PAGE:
Of course I was not at an age right then to understand the whole of it. So I took the book to my grandfather and asked him if I could borrow it. The rule that time was that whatever book I could understand I was free to keep, but a book that I did not understand needed to be borrowed from him and returned. He told me I could read a bit of it and try again later, when I grew up a little more. I started reading the pages, but by the time my vacation was over, though I had only been able to understand the first few pages, I had started to like the book a lot. So I begged him to let me keep the book. ‘I know you will take care of it, so take it, and read it slowly. You will understand it better once you grow up.’ And that book became mine. It has been on my bookshelf ever since then, and I spent the initial few years reading it a few pages at a time. As I grew up, the book and its characters seemed to grow with me, and I began to understand their lives better, in a more understanding light than what I had thought the previous year.
The first page of the book has my grandfather’s handwriting on it, his name, Kalibhushan Banerjee, written in cursive with an ink pen. He is now no more, and this sign of his will always stay with me, reminding me of those wonderful visits I had at his place, and the love of books that he has left me as a priceless legacy.


The second page of the book has my grandmother’s handwriting. She had presented it to him on his birthday, and it lovingly reads in her cursive handwriting, in an ink pen again, ‘To K Banerjee, on his birthday, from Bibha. 6.1.79’ she too is no more, and I can only look at this handwriting now to smile at those wonderful years that will forever be cherished in my memory.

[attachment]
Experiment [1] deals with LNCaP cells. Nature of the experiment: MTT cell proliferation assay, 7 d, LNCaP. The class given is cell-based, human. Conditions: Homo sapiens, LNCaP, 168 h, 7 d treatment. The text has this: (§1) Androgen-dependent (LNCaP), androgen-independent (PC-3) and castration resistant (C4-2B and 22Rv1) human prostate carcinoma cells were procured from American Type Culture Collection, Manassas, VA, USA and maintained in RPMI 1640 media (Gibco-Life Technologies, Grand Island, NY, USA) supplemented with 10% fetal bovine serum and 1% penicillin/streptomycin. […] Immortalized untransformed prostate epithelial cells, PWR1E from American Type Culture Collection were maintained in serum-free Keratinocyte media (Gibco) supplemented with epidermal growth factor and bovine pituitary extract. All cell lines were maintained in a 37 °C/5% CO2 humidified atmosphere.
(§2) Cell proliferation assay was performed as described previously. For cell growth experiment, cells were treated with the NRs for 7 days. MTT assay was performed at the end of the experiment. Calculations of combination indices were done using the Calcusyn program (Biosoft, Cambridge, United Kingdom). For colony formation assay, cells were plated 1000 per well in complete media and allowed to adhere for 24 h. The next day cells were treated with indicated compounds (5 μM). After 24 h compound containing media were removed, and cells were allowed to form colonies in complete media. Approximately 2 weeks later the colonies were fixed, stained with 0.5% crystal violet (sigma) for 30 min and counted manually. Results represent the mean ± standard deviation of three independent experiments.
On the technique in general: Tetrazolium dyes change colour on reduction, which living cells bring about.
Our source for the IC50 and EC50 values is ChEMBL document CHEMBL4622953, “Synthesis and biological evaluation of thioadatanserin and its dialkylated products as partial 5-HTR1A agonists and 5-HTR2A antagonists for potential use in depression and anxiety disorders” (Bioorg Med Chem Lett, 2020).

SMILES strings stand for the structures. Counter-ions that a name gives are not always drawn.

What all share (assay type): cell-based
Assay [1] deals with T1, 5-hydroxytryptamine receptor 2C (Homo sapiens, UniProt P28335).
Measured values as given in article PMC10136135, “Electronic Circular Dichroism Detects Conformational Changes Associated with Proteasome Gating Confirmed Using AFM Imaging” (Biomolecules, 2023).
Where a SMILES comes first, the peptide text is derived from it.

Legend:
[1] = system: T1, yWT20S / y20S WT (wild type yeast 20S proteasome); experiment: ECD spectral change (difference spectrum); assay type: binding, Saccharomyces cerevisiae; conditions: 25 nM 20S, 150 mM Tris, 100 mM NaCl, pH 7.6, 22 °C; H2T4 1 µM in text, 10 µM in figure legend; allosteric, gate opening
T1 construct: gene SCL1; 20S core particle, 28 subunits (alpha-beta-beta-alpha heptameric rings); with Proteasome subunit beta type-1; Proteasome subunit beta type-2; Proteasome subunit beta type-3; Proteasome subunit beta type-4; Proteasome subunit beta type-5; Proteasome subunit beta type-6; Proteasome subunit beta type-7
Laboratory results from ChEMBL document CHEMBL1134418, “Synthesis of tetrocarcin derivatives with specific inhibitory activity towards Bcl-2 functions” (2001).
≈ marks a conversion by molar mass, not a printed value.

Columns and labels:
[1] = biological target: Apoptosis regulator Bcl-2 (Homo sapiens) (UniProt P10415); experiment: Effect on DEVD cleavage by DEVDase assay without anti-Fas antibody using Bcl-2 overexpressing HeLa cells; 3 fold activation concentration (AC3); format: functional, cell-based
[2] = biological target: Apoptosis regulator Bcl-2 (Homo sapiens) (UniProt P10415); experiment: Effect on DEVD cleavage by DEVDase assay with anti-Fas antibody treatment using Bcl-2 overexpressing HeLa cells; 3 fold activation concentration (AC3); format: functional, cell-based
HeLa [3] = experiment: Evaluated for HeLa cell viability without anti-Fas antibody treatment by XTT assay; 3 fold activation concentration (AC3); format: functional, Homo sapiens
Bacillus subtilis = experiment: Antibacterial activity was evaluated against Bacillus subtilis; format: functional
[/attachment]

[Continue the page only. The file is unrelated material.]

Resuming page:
As I see these handwritings, even now I can see the way their hands and mine write in a similar fashion.
I can never let this book go. How can I? when it represents to me the love and memories of my grandparents. They are the ones who helped and fuelled my ma’s and my interest in books, and for that I am forever grateful. I can never let this book part from me, it holds too many precious memories, memories that are mine and I will not allow to be shared. Memories of those days spent at the bookshelf, at those evenings discussing a writer or a book, those tea-time chats of who is reading what and sharing our thoughts on varied topics.
I thought I would forever keep this book with me, well, that cannot be. I have to be gone one day, the book will still live on. And though I was sure I would never be able to decide who to pass on the book to, now I know who is its rightful owner.
My little daughter of three is exactly like me. She is a book-worm, and can spend the whole day happily by just reading books. Like me, she too has her own bookcase, already crammed with her many books. And going by the love she has for books, I know she is the right person who should be made the keeper of this book and its memories.
My grandfather never had a chance to meet her, my grandmother did, that too only once, and I am sure this book will give her a piece of all those memories that have been mine over all these years.